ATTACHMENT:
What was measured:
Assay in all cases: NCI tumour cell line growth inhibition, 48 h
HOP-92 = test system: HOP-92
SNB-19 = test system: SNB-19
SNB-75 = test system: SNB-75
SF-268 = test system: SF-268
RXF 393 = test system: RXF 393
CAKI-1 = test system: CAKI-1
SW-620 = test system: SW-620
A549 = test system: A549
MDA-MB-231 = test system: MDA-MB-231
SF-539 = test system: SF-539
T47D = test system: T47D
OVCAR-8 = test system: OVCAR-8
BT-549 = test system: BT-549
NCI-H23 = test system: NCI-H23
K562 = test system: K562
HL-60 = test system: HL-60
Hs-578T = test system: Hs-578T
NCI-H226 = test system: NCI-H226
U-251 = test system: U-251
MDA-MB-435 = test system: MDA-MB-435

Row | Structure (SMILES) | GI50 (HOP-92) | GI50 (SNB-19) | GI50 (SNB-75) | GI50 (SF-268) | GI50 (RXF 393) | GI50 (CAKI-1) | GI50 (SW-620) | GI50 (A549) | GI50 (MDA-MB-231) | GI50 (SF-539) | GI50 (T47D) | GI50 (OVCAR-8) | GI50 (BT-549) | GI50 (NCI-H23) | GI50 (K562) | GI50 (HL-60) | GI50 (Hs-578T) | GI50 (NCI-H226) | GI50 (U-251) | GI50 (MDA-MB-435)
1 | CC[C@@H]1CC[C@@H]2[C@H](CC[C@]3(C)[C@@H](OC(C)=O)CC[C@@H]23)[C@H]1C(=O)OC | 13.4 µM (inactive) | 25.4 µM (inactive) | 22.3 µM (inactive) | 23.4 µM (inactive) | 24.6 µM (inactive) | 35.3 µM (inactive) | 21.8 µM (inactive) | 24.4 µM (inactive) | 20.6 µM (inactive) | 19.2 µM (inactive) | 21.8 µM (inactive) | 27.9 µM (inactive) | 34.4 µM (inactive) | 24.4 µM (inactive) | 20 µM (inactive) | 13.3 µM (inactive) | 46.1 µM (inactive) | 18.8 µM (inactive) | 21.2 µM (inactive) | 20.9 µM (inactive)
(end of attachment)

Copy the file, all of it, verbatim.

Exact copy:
What was measured:
Assay in all cases: NCI tumour cell line growth inhibition, 48 h
HOP-92 = test system: HOP-92
SNB-19 = test system: SNB-19
SNB-75 = test system: SNB-75
SF-268 = test system: SF-268
RXF 393 = test system: RXF 393
CAKI-1 = test system: CAKI-1
SW-620 = test system: SW-620
A549 = test system: A549
MDA-MB-231 = test system: MDA-MB-231
SF-539 = test system: SF-539
T47D = test system: T47D
OVCAR-8 = test system: OVCAR-8
BT-549 = test system: BT-549
NCI-H23 = test system: NCI-H23
K562 = test system: K562
HL-60 = test system: HL-60
Hs-578T = test system: Hs-578T
NCI-H226 = test system: NCI-H226
U-251 = test system: U-251
MDA-MB-435 = test system: MDA-MB-435

Row | Structure (SMILES) | GI50 (HOP-92) | GI50 (SNB-19) | GI50 (SNB-75) | GI50 (SF-268) | GI50 (RXF 393) | GI50 (CAKI-1) | GI50 (SW-620) | GI50 (A549) | GI50 (MDA-MB-231) | GI50 (SF-539) | GI50 (T47D) | GI50 (OVCAR-8) | GI50 (BT-549) | GI50 (NCI-H23) | GI50 (K562) | GI50 (HL-60) | GI50 (Hs-578T) | GI50 (NCI-H226) | GI50 (U-251) | GI50 (MDA-MB-435)
1 | CC[C@@H]1CC[C@@H]2[C@H](CC[C@]3(C)[C@@H](OC(C)=O)CC[C@@H]23)[C@H]1C(=O)OC | 13.4 µM (inactive) | 25.4 µM (inactive) | 22.3 µM (inactive) | 23.4 µM (inactive) | 24.6 µM (inactive) | 35.3 µM (inactive) | 21.8 µM (inactive) | 24.4 µM (inactive) | 20.6 µM (inactive) | 19.2 µM (inactive) | 21.8 µM (inactive) | 27.9 µM (inactive) | 34.4 µM (inactive) | 24.4 µM (inactive) | 20 µM (inactive) | 13.3 µM (inactive) | 46.1 µM (inactive) | 18.8 µM (inactive) | 21.2 µM (inactive) | 20.9 µM (inactive)